The tiny, mountain town of Peakview, Colorado, wouldn’t be the same without Violet’s CafĂ©, and its owner, Violet Woods. Widowed in her fifties, she leads a solitary life with only her cat Lucky to keep her warm at night. All thoughts of romance died with Stan. They had a wonderful, long happy marriage, and she’s content to live out the rest of her life with her memories.

Howard Crandall, Peakview’s only mechanic, is a confirmed bachelor and something of a hermit. When Stan died, he took it upon himself to look out for Violet. Over the years, they have become friends, but it isn’t until the past he has hid from for thirty year past suddenly catches up with him, that he opens up to the idea of finding love.

Is there a second chance for these two lonely souls?

Buy:
Amazon



Book 1 in the series, Colorado Sunset is Free from October 1-5
Buy Link: Amazon

Bio:
Jill Haymaker was born and raised in Indiana and Ohio. After high school, she attended Bowling Green State University before moving to Fort Collins, Colorado in 1975.  Ms. Haymaker has made her home in Fort Collins ever since except for three years in the 1990’s when she left to attend law school at the University of Nebraska in Lincoln, Nebraska. She has practiced family law in Fort Collins for the past 20 years. She has three grown children, a son and two daughters.  She also has three granddaughters.

Jill has always had a passion for writing.  Colorado Sunset was her first full-length romance novel.  It is the first in a series of novels centered in the small town of Peakview, Colorado. The second book in the series, Breakfast for Two, was released on September 15, 2015. She is working on the third book, a Cabin in the Pines, to be released in early 2016.She also has had several short stories published by Chicken Soup for the Soul. Her latest story in a book entitled Thanks to My Mom.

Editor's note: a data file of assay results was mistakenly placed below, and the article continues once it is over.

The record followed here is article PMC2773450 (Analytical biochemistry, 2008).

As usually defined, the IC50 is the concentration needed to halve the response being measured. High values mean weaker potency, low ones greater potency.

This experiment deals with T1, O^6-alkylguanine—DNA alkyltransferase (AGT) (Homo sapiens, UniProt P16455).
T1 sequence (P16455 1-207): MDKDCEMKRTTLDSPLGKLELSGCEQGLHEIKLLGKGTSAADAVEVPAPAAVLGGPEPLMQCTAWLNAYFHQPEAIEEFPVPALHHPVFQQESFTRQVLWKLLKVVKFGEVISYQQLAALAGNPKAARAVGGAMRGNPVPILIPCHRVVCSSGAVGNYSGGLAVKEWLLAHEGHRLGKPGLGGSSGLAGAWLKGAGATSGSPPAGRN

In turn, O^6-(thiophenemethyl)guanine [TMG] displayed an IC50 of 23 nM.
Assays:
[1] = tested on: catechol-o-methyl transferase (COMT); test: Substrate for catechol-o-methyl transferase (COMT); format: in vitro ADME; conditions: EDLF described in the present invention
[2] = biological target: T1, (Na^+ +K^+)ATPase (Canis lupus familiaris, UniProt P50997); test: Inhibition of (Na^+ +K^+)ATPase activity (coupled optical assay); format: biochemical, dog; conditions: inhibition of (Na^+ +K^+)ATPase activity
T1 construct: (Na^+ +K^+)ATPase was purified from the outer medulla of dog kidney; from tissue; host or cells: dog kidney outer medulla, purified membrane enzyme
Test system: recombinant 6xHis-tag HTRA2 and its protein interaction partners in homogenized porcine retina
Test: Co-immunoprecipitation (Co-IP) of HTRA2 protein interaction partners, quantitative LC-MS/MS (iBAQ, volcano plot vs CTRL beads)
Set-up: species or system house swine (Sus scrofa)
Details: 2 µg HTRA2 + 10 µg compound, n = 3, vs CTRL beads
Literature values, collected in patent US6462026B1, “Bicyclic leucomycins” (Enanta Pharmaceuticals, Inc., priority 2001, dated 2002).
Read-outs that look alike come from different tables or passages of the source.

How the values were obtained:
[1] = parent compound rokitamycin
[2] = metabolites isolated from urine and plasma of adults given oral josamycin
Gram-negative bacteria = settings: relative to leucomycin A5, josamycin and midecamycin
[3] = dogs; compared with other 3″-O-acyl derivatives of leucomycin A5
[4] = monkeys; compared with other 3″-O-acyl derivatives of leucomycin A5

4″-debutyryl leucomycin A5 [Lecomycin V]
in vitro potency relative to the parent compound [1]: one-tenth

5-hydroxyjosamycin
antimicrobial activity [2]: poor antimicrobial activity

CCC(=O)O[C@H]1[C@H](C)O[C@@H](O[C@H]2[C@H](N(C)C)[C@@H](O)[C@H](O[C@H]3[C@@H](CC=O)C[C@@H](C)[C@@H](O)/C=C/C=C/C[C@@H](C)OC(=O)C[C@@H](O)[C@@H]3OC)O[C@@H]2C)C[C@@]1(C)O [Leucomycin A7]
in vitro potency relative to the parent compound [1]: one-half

When not practicing law or writing, Jill enjoys gardening, long walks with her Shetland Sheepdog, Laddie, and spending time with her children and grandchildren. She enjoys their numerous sporting events. She is also an avid football fan and can be found on autumn weekends cheering on the Broncos, the CSU Rams, and the Huskers. She has a passion for working with high school youth- she is a youth group leader at her church, coaches a high school Mock Trial team and is a volunteer for high school Cross Country and Track teams.

Find Jill:
Email | Website/Blog | Twitter | InstagramFacebook

5 comments:

  1. Welcome, Jill,
    It's great to have you as my guest today. Your interview was fascinating.
    Hugs, L.A.

    ReplyDelete
  2. Thanks for having me Leslie. It was fun to answer your questions.

    ReplyDelete
  3. Jill, it sounds like an entertaining romance set in beautiful country. And congrats on your trailer. Good work! Cheers

    ReplyDelete
  4. A bartender? I would never have expected that from a self-admitted introvert, but I imagine it gave you unique insights into people.

    ReplyDelete
  5. I enjoyed reading information about you, your writing, and your books. Bartending has its rewards.

    ReplyDelete